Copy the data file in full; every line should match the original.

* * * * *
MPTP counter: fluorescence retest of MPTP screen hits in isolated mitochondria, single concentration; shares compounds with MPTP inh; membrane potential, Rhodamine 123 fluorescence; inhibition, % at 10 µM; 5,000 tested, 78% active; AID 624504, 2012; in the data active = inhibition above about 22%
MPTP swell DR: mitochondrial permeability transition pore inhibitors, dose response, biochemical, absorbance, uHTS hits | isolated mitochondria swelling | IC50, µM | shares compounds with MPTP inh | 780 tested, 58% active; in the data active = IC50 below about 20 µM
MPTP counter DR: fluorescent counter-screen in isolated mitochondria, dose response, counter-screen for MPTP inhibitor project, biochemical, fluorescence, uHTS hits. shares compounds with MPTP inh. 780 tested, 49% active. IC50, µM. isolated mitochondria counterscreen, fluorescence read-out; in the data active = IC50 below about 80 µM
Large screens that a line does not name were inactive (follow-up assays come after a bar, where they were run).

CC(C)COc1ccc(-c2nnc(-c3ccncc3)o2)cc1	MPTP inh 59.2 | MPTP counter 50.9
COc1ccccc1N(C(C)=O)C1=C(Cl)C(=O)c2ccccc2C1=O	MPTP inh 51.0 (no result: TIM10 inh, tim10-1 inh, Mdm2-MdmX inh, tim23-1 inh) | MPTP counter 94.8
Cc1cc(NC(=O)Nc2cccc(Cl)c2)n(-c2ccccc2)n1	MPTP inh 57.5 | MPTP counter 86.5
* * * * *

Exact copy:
MPTP counter: fluorescence retest of MPTP screen hits in isolated mitochondria, single concentration; shares compounds with MPTP inh; membrane potential, Rhodamine 123 fluorescence; inhibition, % at 10 µM; 5,000 tested, 78% active; AID 624504, 2012; in the data active = inhibition above about 22%
MPTP swell DR: mitochondrial permeability transition pore inhibitors, dose response, biochemical, absorbance, uHTS hits | isolated mitochondria swelling | IC50, µM | shares compounds with MPTP inh | 780 tested, 58% active; in the data active = IC50 below about 20 µM
MPTP counter DR: fluorescent counter-screen in isolated mitochondria, dose response, counter-screen for MPTP inhibitor project, biochemical, fluorescence, uHTS hits. shares compounds with MPTP inh. 780 tested, 49% active. IC50, µM. isolated mitochondria counterscreen, fluorescence read-out; in the data active = IC50 below about 80 µM
Large screens that a line does not name were inactive (follow-up assays come after a bar, where they were run).

CC(C)COc1ccc(-c2nnc(-c3ccncc3)o2)cc1	MPTP inh 59.2 | MPTP counter 50.9
COc1ccccc1N(C(C)=O)C1=C(Cl)C(=O)c2ccccc2C1=O	MPTP inh 51.0 (no result: TIM10 inh, tim10-1 inh, Mdm2-MdmX inh, tim23-1 inh) | MPTP counter 94.8
Cc1cc(NC(=O)Nc2cccc(Cl)c2)n(-c2ccccc2)n1	MPTP inh 57.5 | MPTP counter 86.5